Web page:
California New Car & Truck Sales Plunged 21.7% in 2020, Far Worse than US Total. Even Tesla Sales Fell. Nissan’s Collapsed. But EV Market Share Rose to 6.2%

Even the huge used-vehicle market got knocked down, except for older, cheaper used vehicles.

By Wolf Richter for WOLF STREET.

Registrations of new cars and light trucks in California plunged by 21.7% in 2020, the fourth down-year in a row and the sharpest percentage decline since 2009, to 1.64 million vehicles, according to the California New Car Dealers Association (CNCDA). Sales to retail customers plunged by 16.8%, while sales to fleets, such as rental car companies, collapsed by 39.5%.

By comparison: In the US overall in 2020, total auto sales, including fleets, dropped by 14.4% to 14.65 million vehicles. For California and the US, both, 2016 was the peak. California, with about 17% of the US population, accounted for 11% of US auto sales:

There is a timing difference between “registrations” (the data for California) and “deliveries” (the data for the US). After a vehicle is “delivered” by the dealer to the final customer, it takes a while before it’s “registered” with the DMV. But the timing difference is about the same every year, so the difference generally cancels out in year-over-year comparisons.

Registration fell in all four quarters on a year-over-year basis and have now declined on a year-over-year basis for 15 quarters in a row:

  • Q1: -4.3%
  • Q2: – 48.9%
  • Q3: -19.6%
  • Q4: -12.6%

All automakers booked declining sales in 2020 in California, ranging from the breath-taking 43% collapse at Nissan/Mitsubishi to the 4.4% decline for Volvo, the smallest automaker in California.

Registrations of Teslas in the year fell by 4.6% to 71,390. As Tesla ramped up its global sales in 2020 to nearly 500,000 vehicles, California’s share of Tesla’s global sales fell from a share of 20% in 2019 to a share of 14% in 2020.

Even sales of battery-electric vehicles fell by 4.7% from a year earlier to 101,628 vehicles, but that decline was tame compared to the plunge in the overall market, and so the market share of BEVs rose to a record 6.2%:

In California, Toyota is undisputed #1, and has been for many years, with a huge lead in market share over Honda and GM. In the US overall, GM was #1, Toyota #2, Ford #3, Fiat-Chrysler #4, and Honda #5. Tesla is marked in red so you can easily see it down the list. Tesla’s share of the overall market in California rose to 4.4%, up from 3.8% in the prior year.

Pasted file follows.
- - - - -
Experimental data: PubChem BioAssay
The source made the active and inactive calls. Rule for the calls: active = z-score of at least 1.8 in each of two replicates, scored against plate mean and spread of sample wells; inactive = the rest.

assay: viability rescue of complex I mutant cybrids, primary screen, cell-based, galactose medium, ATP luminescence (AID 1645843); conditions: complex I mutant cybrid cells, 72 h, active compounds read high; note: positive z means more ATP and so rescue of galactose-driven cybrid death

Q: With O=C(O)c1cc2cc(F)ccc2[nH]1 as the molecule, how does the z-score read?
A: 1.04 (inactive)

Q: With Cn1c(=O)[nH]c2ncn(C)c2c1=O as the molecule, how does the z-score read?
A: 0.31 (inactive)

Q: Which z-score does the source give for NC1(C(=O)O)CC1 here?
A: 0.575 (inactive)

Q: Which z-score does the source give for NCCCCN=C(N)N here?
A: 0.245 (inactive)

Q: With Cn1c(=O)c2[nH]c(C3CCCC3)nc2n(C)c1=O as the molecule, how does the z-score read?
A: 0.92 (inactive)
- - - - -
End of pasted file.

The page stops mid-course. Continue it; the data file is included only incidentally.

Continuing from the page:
Even the huge used-vehicle market got knocked down.

Used-vehicle registrations fell by 8.5% to 3.5 million vehicles. The used vehicle market is huge, over twice the size of the new vehicle market in terms of registrations (1.64 million).

This decline comes on the backdrop of used vehicle prices that exploded by 15% between July and October 2020, after massive supply disruptions in the wholesale markets. Since then prices have settled down a little but remain 10% higher year-over-year.

Given this pricing scenario, and the unemployment crisis still playing out in California, sales of older and cheaper used vehicles (7-10 years old) rose, while sales of newer and more expensive used vehicles fell:

  • 3 years old or newer: -11.2%
  • 4-6 years old: -6.9%
  • 7-10 years old: +3.3%

Now all hopes are on the first quarter.

Surely, auto sales can’t get any worse than this, the thinking goes, and that may be true. And in terms of dealers, they’re cashing in because prices are red hot.

Supply disruptions continue to dog the automakers, with a chip shortage currently hitting new vehicle production, in addition to the supply chain entanglements that the industry has had to grapple with.

So supply has been tight, and might get tighter, despite the sharp drop in demand — unlike during the Financial Crisis, when demand collapsed and supply continued to pile up, with millions of vehicles stored at ports of entry and on lots around the country. During the Pandemic, demand has dropped but supply has dropped even more, and prices are high and rising despite the drop in demand.

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